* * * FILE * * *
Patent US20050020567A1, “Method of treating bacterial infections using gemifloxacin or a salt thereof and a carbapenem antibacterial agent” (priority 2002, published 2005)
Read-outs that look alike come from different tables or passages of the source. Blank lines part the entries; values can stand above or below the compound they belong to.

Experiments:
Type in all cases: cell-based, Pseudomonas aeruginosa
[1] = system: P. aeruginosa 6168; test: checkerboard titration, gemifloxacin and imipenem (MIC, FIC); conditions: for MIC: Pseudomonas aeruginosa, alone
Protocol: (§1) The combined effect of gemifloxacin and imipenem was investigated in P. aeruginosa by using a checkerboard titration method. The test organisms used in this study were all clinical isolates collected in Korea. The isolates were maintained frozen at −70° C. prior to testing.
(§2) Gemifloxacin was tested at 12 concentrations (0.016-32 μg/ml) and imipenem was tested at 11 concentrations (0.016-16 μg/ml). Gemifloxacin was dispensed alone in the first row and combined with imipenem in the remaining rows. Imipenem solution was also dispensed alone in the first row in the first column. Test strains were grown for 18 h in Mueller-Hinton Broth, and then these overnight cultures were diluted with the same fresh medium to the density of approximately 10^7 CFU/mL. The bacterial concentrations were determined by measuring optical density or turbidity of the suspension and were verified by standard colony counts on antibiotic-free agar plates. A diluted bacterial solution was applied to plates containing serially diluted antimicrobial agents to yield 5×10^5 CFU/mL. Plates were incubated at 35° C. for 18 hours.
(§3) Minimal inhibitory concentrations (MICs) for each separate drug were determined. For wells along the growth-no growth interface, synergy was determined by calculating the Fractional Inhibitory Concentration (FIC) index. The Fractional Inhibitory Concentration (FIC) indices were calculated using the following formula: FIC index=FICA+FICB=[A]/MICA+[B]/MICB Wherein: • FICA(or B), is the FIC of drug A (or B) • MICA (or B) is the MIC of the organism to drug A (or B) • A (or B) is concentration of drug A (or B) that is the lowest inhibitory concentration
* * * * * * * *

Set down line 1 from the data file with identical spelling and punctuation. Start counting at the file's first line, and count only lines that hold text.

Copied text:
Patent US20050020567A1, “Method of treating bacterial infections using gemifloxacin or a salt thereof and a carbapenem antibacterial agent” (priority 2002, published 2005)